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When St Barbara revealed its $556 million bid for Allied Gold on Friday, it wasn’t exactly breaking new ground.

Rather, it became the latest in a long line of Australian gold miners opting to pursue growth in overseas countries, where the risks may be higher but so too are the rewards.

It is no secret WA’s gold mining industry has its fair share of recent challenges, some of which stem from a lack of new discoveries and the difficulties that come with trying to make ageing operations turn a profit.

In contrast, regions like West Africa and, in the case of Allied, Papua New Guinea and the Solomon Islands, are regarded as frontiers where it is still possible to find elephants. Still, the potential rewards come with greater risks and there are those who prefer to chase bullion in a country like Australia where at least the prospect of a military coup is, it’s fair to say, fairly remote.

Enter Mutiny Gold, which put its shares into a trading halt late last week and is expected to take the wrappers of its Deflector gold-copper project, 190km east of Geraldton, early this week with the release of its bankable feasibility study.

Having picked Deflector up in 2010 from Red Hill Resources (at the time ATW Gold Corp) Mutiny already has a scoping study under its belt that supports its belief the mine can make money.

The scoping study envisaged a 50,000-ounces-a-year operation, with a $52 million build and cash costs of $524/oz.

It is safe to guess the figures for both capex and cash costs are likely to rise, although it is thought forecast costs will stay under the $700/oz mark, which would still place the operation firmly at the lower end of WA’s cost curve.

Still, it’s one thing to come up with good looking forecasts, quite another to deliver on them: that will be Mutiny’s real challenge.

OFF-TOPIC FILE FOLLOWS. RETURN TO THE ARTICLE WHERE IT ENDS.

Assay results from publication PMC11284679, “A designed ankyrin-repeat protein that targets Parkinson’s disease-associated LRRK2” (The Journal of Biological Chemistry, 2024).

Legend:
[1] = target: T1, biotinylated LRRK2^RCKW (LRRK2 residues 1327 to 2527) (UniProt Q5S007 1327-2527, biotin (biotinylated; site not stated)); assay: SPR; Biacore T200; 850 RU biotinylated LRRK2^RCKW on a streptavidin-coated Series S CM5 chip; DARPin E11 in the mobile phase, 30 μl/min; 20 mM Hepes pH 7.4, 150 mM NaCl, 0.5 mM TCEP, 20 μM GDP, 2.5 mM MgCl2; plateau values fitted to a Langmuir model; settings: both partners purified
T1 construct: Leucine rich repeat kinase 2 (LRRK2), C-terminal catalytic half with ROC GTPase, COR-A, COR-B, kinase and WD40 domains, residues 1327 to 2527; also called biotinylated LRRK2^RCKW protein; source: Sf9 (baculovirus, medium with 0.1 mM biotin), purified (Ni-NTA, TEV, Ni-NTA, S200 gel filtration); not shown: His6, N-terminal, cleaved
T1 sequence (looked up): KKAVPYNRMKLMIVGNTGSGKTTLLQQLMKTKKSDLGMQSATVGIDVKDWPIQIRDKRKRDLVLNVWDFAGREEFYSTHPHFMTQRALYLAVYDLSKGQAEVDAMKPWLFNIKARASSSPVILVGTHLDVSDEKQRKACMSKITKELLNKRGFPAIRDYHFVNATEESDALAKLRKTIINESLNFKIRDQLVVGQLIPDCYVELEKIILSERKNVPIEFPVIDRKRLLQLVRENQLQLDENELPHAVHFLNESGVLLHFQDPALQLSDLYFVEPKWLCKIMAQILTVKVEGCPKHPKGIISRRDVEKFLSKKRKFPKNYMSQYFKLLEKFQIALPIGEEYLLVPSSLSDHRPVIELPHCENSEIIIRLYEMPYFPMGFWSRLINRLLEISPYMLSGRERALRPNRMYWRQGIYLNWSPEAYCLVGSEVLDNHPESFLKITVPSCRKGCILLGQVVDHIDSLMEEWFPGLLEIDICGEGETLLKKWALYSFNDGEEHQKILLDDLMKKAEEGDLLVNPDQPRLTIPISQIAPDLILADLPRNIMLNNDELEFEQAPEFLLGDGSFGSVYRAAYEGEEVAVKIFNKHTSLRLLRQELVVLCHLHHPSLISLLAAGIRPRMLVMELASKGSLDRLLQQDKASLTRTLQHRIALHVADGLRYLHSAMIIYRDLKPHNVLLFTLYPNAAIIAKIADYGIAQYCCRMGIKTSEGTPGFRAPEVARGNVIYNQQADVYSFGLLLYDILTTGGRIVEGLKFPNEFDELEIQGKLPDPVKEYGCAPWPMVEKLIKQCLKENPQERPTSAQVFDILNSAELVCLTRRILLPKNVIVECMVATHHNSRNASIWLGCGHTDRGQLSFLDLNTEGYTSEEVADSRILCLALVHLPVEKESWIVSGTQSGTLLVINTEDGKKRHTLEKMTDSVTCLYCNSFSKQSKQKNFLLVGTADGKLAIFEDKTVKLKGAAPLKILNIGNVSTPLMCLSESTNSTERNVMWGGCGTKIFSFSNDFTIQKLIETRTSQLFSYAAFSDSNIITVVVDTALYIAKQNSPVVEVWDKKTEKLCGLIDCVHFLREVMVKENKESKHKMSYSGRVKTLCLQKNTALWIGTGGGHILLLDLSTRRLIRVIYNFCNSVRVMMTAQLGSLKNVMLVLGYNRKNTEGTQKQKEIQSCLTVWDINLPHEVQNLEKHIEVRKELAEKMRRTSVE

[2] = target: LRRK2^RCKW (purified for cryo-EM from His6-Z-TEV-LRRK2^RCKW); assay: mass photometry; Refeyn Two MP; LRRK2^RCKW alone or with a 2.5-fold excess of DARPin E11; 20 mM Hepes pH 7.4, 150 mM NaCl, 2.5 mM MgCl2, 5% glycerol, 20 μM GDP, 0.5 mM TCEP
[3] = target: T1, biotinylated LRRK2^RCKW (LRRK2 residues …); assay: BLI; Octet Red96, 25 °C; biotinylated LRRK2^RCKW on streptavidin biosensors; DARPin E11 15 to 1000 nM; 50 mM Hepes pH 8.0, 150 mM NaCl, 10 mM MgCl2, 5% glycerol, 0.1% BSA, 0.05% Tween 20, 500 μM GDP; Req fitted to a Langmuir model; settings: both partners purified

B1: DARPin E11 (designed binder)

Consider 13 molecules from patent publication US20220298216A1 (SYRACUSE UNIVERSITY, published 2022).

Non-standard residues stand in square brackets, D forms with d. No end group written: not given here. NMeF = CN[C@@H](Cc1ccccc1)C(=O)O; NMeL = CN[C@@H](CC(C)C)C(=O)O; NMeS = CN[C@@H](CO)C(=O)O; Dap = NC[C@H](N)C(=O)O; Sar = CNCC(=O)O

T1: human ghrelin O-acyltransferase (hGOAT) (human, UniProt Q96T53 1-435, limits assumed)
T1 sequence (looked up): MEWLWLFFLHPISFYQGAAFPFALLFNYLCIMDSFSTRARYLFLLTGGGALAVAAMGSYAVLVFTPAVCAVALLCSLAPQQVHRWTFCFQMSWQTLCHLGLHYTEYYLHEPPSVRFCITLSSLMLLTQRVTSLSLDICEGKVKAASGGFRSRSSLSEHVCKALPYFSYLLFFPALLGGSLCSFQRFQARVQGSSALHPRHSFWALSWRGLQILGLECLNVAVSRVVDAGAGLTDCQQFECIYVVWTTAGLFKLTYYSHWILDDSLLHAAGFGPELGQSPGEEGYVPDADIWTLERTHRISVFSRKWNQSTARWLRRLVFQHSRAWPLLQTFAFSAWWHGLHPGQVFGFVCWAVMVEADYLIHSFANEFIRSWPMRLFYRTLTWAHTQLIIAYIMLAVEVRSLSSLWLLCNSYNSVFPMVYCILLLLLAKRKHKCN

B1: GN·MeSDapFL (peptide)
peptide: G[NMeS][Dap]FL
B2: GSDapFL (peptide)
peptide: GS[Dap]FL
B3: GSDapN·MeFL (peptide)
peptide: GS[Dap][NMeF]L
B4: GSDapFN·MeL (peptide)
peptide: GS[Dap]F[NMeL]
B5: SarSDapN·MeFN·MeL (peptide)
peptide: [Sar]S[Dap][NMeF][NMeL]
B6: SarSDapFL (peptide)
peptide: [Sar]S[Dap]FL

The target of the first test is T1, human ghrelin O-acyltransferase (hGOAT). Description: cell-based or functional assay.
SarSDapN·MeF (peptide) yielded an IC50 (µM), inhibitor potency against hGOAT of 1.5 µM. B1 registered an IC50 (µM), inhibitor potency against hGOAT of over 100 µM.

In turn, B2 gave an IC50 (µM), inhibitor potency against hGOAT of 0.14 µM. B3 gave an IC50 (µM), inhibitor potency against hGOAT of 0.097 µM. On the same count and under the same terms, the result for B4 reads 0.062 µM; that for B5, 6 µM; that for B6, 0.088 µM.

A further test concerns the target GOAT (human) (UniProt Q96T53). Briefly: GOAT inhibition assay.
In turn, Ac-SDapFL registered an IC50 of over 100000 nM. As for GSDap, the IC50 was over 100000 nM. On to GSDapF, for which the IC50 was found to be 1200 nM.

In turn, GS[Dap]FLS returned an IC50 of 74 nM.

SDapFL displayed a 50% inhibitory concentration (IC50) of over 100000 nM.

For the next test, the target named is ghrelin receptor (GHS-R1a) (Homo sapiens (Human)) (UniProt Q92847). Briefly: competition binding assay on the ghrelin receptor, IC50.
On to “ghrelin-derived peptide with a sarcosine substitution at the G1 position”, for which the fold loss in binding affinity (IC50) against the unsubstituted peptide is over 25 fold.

Speaking of feasibility studies, South Boulder Mines has released preliminary findings from its study of the Colluli potash project in Eritrea, which it hopes will lay the groundwork for talks with strategic partners.

The issue for South Boulder isn’t the quality of the Colluli resource — it’s big and very close to surface — but rather the risks associated with doing business in Eritrea. Still, Friday’s study did suggest scope for a bigger-than-planned output at the mine, which South Boulder has previously talked about as a likely 1mtpa start-up.

That might sweeten the pot for prospective investors. South Boulder is looking for a partner not at the project level but to take a cornerstone stake in the group and help it shoulder the risk — and financial burden — of what could be a nice little earner.

The new-look Syndicated Metals is set for its first drilling campaign since a restructure in March when Andrew Munckton, David Morgan and Peter Langworthy came aboard the Queensland-focused explorer.

All going to plan, Syndicated will start drilling this month at its Yamamilla prospect in the northern hub of its Mt Isa-Cloncurry tenements — the first step in a significant drilling campaign between now and the end of the year.

The group has earmarked up to five targets, and ultimately hopes to come up with a 20 million tonne to 25mt tonne resource at up to 2 per cent copper.

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